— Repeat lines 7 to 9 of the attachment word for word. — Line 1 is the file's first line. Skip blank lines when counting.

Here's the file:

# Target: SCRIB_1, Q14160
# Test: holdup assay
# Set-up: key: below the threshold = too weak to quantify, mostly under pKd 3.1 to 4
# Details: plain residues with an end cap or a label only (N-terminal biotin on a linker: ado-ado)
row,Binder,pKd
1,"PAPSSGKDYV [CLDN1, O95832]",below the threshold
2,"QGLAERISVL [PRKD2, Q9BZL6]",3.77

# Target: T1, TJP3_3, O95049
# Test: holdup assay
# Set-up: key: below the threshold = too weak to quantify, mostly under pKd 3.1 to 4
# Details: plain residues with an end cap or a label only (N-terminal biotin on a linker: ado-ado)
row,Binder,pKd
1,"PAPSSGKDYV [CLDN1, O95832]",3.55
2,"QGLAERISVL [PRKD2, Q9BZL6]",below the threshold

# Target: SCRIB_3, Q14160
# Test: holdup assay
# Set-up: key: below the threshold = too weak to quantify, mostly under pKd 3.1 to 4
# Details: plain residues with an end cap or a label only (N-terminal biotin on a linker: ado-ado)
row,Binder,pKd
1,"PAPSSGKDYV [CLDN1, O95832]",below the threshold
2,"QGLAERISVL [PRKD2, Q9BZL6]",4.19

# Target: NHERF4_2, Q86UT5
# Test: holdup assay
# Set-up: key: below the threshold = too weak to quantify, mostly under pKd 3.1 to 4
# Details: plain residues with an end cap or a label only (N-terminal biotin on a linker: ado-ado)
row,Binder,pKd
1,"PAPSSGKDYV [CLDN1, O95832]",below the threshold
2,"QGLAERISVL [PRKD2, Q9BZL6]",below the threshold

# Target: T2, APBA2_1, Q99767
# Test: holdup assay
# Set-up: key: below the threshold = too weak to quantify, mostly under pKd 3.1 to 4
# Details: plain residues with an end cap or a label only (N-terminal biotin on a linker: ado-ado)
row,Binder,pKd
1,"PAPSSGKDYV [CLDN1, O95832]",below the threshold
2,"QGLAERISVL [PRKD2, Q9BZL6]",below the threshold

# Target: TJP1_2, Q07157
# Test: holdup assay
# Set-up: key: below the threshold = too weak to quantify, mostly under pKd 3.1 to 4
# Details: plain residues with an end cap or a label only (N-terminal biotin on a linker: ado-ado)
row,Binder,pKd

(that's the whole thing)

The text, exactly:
2,"QGLAERISVL [PRKD2, Q9BZL6]",3.77

# Target: T1, TJP3_3, O95049
# Test: holdup assay